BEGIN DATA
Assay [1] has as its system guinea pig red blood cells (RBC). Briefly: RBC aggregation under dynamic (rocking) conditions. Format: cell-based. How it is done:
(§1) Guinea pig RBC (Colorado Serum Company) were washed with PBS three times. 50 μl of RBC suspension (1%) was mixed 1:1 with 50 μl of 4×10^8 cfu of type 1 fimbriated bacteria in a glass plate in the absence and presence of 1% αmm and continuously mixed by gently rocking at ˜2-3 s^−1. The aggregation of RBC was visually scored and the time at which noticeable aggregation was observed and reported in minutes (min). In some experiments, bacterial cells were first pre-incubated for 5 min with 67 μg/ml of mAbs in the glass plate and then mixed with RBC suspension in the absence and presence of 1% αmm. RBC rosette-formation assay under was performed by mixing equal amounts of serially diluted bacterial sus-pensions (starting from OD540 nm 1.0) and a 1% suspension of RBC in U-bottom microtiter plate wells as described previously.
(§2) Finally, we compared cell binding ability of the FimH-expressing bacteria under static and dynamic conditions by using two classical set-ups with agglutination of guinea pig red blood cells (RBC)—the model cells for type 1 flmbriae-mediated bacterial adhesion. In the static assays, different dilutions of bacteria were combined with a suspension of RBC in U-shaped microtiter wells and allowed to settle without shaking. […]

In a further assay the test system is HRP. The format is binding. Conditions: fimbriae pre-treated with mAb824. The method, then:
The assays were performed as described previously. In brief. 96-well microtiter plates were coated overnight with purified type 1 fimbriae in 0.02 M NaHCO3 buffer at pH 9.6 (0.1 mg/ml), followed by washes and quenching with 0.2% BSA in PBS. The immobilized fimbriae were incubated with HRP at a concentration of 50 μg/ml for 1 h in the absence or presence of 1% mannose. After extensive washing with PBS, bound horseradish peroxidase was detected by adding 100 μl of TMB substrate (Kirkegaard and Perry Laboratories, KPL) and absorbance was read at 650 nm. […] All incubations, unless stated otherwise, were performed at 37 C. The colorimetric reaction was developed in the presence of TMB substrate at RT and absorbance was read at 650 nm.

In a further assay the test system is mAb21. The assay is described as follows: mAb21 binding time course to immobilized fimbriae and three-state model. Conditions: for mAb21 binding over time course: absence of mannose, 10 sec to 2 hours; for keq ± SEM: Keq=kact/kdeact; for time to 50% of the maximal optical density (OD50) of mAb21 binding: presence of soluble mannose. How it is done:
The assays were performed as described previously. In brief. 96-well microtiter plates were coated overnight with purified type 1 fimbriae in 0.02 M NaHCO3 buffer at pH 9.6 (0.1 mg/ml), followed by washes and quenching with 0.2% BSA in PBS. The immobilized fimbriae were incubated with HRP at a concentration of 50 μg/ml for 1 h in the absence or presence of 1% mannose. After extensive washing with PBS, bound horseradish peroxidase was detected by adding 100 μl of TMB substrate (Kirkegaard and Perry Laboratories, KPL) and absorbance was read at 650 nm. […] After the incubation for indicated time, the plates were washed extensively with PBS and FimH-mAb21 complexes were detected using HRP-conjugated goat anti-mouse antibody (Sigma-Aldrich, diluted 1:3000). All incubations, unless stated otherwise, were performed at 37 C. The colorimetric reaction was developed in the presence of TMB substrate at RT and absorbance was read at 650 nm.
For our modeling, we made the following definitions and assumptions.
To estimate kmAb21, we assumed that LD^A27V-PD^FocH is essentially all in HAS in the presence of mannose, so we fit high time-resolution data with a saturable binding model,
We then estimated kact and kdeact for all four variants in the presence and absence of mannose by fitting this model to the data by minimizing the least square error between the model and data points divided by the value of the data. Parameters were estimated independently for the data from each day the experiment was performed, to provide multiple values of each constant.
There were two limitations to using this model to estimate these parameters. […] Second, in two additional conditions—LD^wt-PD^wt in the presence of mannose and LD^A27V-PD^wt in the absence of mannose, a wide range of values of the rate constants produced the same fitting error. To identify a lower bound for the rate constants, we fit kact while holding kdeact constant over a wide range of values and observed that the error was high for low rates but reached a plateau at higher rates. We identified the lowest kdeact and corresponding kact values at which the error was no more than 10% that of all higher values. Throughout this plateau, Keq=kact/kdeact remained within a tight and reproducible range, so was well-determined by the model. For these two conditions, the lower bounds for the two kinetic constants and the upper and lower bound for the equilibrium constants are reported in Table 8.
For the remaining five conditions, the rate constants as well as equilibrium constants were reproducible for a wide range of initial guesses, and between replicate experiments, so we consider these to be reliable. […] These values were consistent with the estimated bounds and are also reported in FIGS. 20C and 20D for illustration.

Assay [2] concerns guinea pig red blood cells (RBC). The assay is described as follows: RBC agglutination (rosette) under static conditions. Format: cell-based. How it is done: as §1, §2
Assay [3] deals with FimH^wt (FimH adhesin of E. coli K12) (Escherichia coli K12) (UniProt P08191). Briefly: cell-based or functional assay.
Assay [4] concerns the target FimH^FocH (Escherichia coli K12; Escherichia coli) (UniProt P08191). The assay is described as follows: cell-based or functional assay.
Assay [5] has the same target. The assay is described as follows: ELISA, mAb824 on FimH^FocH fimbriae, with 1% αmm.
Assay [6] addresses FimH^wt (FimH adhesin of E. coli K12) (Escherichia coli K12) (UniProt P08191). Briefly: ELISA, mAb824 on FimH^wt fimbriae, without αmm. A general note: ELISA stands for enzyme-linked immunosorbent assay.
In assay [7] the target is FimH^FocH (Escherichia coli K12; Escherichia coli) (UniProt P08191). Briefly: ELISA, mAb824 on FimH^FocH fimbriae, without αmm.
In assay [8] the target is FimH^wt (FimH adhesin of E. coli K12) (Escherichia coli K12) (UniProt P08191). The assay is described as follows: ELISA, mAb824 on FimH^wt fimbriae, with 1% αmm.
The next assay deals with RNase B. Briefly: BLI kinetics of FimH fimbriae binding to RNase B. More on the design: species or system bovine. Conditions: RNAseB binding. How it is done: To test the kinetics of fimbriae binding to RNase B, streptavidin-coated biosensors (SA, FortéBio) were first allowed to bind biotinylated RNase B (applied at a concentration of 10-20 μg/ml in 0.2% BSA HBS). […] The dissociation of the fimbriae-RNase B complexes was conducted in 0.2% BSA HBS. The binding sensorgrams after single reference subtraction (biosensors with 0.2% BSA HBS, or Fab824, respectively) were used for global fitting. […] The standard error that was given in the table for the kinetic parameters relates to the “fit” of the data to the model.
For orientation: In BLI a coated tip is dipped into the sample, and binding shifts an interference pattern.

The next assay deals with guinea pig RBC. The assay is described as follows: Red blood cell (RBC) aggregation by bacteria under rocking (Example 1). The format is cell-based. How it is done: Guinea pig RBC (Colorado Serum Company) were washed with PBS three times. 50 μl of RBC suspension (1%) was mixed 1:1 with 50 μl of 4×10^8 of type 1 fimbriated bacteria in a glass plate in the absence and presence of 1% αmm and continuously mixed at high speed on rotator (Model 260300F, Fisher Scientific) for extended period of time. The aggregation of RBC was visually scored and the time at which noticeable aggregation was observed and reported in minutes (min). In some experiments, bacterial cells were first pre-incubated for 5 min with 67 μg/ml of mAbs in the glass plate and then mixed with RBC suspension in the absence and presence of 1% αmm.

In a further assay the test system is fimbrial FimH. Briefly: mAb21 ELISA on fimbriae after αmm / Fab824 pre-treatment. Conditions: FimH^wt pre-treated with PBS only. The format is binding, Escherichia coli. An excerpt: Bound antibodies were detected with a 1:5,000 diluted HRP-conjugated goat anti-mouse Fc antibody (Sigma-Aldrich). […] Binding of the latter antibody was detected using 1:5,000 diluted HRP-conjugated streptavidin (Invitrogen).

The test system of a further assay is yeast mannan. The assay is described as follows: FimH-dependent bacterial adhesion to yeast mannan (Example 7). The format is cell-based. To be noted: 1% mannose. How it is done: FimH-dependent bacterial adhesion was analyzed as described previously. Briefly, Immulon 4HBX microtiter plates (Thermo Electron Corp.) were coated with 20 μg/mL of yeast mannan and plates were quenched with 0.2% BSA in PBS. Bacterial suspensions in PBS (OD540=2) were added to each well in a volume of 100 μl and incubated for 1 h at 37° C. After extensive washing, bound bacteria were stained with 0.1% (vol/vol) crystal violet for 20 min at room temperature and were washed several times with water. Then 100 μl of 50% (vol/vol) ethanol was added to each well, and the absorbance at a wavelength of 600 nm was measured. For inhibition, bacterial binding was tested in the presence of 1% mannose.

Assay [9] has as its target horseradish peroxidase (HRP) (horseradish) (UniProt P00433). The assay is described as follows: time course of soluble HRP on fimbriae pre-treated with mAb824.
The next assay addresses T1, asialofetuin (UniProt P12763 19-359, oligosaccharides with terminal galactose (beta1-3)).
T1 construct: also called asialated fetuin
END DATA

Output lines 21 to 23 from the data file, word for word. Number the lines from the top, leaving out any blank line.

For orientation: In BLI a coated tip is dipped into the sample, and binding shifts an interference pattern.

The next assay deals with guinea pig RBC. The assay is described as follows: Red blood cell (RBC) aggregation by bacteria under rocking (Example 1). The format is cell-based. How it is done: Guinea pig RBC (Colorado Serum Company) were washed with PBS three times. 50 μl of RBC suspension (1%) was mixed 1:1 with 50 μl of 4×10^8 of type 1 fimbriated bacteria in a glass plate in the absence and presence of 1% αmm and continuously mixed at high speed on rotator (Model 260300F, Fisher Scientific) for extended period of time. The aggregation of RBC was visually scored and the time at which noticeable aggregation was observed and reported in minutes (min). In some experiments, bacterial cells were first pre-incubated for 5 min with 67 μg/ml of mAbs in the glass plate and then mixed with RBC suspension in the absence and presence of 1% αmm.

In a further assay the test system is fimbrial FimH. Briefly: mAb21 ELISA on fimbriae after αmm / Fab824 pre-treatment. Conditions: FimH^wt pre-treated with PBS only. The format is binding, Escherichia coli. An excerpt: Bound antibodies were detected with a 1:5,000 diluted HRP-conjugated goat anti-mouse Fc antibody (Sigma-Aldrich). […] Binding of the latter antibody was detected using 1:5,000 diluted HRP-conjugated streptavidin (Invitrogen).